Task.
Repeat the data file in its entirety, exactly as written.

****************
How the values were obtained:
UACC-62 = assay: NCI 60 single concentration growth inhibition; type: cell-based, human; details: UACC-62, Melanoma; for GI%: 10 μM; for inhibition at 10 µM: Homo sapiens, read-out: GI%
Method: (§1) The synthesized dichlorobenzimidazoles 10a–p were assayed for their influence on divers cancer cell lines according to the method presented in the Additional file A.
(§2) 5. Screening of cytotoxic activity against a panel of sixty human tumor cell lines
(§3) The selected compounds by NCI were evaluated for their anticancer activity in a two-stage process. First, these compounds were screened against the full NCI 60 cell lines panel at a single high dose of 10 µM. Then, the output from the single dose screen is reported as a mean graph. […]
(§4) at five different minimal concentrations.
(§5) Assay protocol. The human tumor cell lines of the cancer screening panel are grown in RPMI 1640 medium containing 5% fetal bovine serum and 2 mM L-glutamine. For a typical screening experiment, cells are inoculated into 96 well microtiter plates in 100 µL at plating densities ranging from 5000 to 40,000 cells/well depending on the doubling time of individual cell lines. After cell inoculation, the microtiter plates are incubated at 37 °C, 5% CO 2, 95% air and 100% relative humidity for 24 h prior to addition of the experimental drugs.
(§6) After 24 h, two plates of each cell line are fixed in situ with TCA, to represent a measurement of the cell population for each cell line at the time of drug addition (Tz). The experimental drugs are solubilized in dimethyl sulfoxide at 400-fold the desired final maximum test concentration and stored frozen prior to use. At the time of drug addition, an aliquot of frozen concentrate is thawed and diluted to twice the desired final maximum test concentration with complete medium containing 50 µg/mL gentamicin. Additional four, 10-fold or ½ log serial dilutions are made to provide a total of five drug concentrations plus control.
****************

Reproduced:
How the values were obtained:
UACC-62 = assay: NCI 60 single concentration growth inhibition; type: cell-based, human; details: UACC-62, Melanoma; for GI%: 10 μM; for inhibition at 10 µM: Homo sapiens, read-out: GI%
Method: (§1) The synthesized dichlorobenzimidazoles 10a–p were assayed for their influence on divers cancer cell lines according to the method presented in the Additional file A.
(§2) 5. Screening of cytotoxic activity against a panel of sixty human tumor cell lines
(§3) The selected compounds by NCI were evaluated for their anticancer activity in a two-stage process. First, these compounds were screened against the full NCI 60 cell lines panel at a single high dose of 10 µM. Then, the output from the single dose screen is reported as a mean graph. […]
(§4) at five different minimal concentrations.
(§5) Assay protocol. The human tumor cell lines of the cancer screening panel are grown in RPMI 1640 medium containing 5% fetal bovine serum and 2 mM L-glutamine. For a typical screening experiment, cells are inoculated into 96 well microtiter plates in 100 µL at plating densities ranging from 5000 to 40,000 cells/well depending on the doubling time of individual cell lines. After cell inoculation, the microtiter plates are incubated at 37 °C, 5% CO 2, 95% air and 100% relative humidity for 24 h prior to addition of the experimental drugs.
(§6) After 24 h, two plates of each cell line are fixed in situ with TCA, to represent a measurement of the cell population for each cell line at the time of drug addition (Tz). The experimental drugs are solubilized in dimethyl sulfoxide at 400-fold the desired final maximum test concentration and stored frozen prior to use. At the time of drug addition, an aliquot of frozen concentrate is thawed and diluted to twice the desired final maximum test concentration with complete medium containing 50 µg/mL gentamicin. Additional four, 10-fold or ½ log serial dilutions are made to provide a total of five drug concentrations plus control.